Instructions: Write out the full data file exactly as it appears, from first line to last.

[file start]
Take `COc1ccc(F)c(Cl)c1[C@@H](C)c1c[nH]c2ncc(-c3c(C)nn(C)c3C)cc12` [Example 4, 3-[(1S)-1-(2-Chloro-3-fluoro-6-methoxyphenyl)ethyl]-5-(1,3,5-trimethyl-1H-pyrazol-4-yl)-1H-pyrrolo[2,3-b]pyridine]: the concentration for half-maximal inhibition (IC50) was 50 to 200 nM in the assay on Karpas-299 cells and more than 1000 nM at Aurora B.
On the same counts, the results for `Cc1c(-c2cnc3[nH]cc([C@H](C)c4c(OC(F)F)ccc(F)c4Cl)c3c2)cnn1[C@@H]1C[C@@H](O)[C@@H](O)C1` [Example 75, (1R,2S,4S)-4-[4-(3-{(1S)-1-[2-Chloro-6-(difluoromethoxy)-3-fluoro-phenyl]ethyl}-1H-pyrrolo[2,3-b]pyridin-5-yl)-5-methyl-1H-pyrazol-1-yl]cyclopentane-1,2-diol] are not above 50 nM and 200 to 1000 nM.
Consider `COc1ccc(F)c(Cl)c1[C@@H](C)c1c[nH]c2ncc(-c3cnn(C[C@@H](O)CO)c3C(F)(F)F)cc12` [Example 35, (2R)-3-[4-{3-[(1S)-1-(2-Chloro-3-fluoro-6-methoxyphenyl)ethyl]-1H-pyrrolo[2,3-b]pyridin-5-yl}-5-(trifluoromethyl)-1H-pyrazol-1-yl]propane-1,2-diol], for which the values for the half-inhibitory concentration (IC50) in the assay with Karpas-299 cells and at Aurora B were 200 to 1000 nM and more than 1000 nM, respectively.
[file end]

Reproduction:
Take `COc1ccc(F)c(Cl)c1[C@@H](C)c1c[nH]c2ncc(-c3c(C)nn(C)c3C)cc12` [Example 4, 3-[(1S)-1-(2-Chloro-3-fluoro-6-methoxyphenyl)ethyl]-5-(1,3,5-trimethyl-1H-pyrazol-4-yl)-1H-pyrrolo[2,3-b]pyridine]: the concentration for half-maximal inhibition (IC50) was 50 to 200 nM in the assay on Karpas-299 cells and more than 1000 nM at Aurora B.
On the same counts, the results for `Cc1c(-c2cnc3[nH]cc([C@H](C)c4c(OC(F)F)ccc(F)c4Cl)c3c2)cnn1[C@@H]1C[C@@H](O)[C@@H](O)C1` [Example 75, (1R,2S,4S)-4-[4-(3-{(1S)-1-[2-Chloro-6-(difluoromethoxy)-3-fluoro-phenyl]ethyl}-1H-pyrrolo[2,3-b]pyridin-5-yl)-5-methyl-1H-pyrazol-1-yl]cyclopentane-1,2-diol] are not above 50 nM and 200 to 1000 nM.
Consider `COc1ccc(F)c(Cl)c1[C@@H](C)c1c[nH]c2ncc(-c3cnn(C[C@@H](O)CO)c3C(F)(F)F)cc12` [Example 35, (2R)-3-[4-{3-[(1S)-1-(2-Chloro-3-fluoro-6-methoxyphenyl)ethyl]-1H-pyrrolo[2,3-b]pyridin-5-yl}-5-(trifluoromethyl)-1H-pyrazol-1-yl]propane-1,2-diol], for which the values for the half-inhibitory concentration (IC50) in the assay with Karpas-299 cells and at Aurora B were 200 to 1000 nM and more than 1000 nM, respectively.